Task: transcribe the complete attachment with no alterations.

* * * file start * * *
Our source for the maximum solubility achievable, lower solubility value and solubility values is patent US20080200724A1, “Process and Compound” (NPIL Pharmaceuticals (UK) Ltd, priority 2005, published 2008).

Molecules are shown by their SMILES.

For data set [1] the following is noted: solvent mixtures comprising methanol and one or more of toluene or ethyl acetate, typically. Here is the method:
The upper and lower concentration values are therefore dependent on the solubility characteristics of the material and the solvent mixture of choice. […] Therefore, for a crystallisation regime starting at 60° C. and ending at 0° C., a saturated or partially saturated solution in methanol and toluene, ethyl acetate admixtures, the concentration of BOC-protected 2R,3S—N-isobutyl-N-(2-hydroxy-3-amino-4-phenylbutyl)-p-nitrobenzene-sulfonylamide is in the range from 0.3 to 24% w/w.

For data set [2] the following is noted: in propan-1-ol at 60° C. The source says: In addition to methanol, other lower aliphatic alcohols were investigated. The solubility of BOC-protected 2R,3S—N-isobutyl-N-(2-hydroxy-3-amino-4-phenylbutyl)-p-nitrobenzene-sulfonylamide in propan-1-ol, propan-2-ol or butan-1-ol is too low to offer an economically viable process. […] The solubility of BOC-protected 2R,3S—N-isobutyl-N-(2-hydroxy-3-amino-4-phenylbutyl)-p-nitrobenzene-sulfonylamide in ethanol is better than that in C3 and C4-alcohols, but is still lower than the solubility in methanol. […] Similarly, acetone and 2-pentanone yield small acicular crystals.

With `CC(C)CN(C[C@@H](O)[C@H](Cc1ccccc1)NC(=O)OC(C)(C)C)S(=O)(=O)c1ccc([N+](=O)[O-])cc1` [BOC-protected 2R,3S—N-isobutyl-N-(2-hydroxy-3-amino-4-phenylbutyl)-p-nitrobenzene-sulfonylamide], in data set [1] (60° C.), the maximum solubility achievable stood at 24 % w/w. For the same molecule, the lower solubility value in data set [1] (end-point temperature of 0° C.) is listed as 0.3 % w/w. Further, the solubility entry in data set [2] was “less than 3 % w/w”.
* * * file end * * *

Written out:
Our source for the maximum solubility achievable, lower solubility value and solubility values is patent US20080200724A1, “Process and Compound” (NPIL Pharmaceuticals (UK) Ltd, priority 2005, published 2008).

Molecules are shown by their SMILES.

For data set [1] the following is noted: solvent mixtures comprising methanol and one or more of toluene or ethyl acetate, typically. Here is the method:
The upper and lower concentration values are therefore dependent on the solubility characteristics of the material and the solvent mixture of choice. […] Therefore, for a crystallisation regime starting at 60° C. and ending at 0° C., a saturated or partially saturated solution in methanol and toluene, ethyl acetate admixtures, the concentration of BOC-protected 2R,3S—N-isobutyl-N-(2-hydroxy-3-amino-4-phenylbutyl)-p-nitrobenzene-sulfonylamide is in the range from 0.3 to 24% w/w.

For data set [2] the following is noted: in propan-1-ol at 60° C. The source says: In addition to methanol, other lower aliphatic alcohols were investigated. The solubility of BOC-protected 2R,3S—N-isobutyl-N-(2-hydroxy-3-amino-4-phenylbutyl)-p-nitrobenzene-sulfonylamide in propan-1-ol, propan-2-ol or butan-1-ol is too low to offer an economically viable process. […] The solubility of BOC-protected 2R,3S—N-isobutyl-N-(2-hydroxy-3-amino-4-phenylbutyl)-p-nitrobenzene-sulfonylamide in ethanol is better than that in C3 and C4-alcohols, but is still lower than the solubility in methanol. […] Similarly, acetone and 2-pentanone yield small acicular crystals.

With `CC(C)CN(C[C@@H](O)[C@H](Cc1ccccc1)NC(=O)OC(C)(C)C)S(=O)(=O)c1ccc([N+](=O)[O-])cc1` [BOC-protected 2R,3S—N-isobutyl-N-(2-hydroxy-3-amino-4-phenylbutyl)-p-nitrobenzene-sulfonylamide], in data set [1] (60° C.), the maximum solubility achievable stood at 24 % w/w. For the same molecule, the lower solubility value in data set [1] (end-point temperature of 0° C.) is listed as 0.3 % w/w. Further, the solubility entry in data set [2] was “less than 3 % w/w”.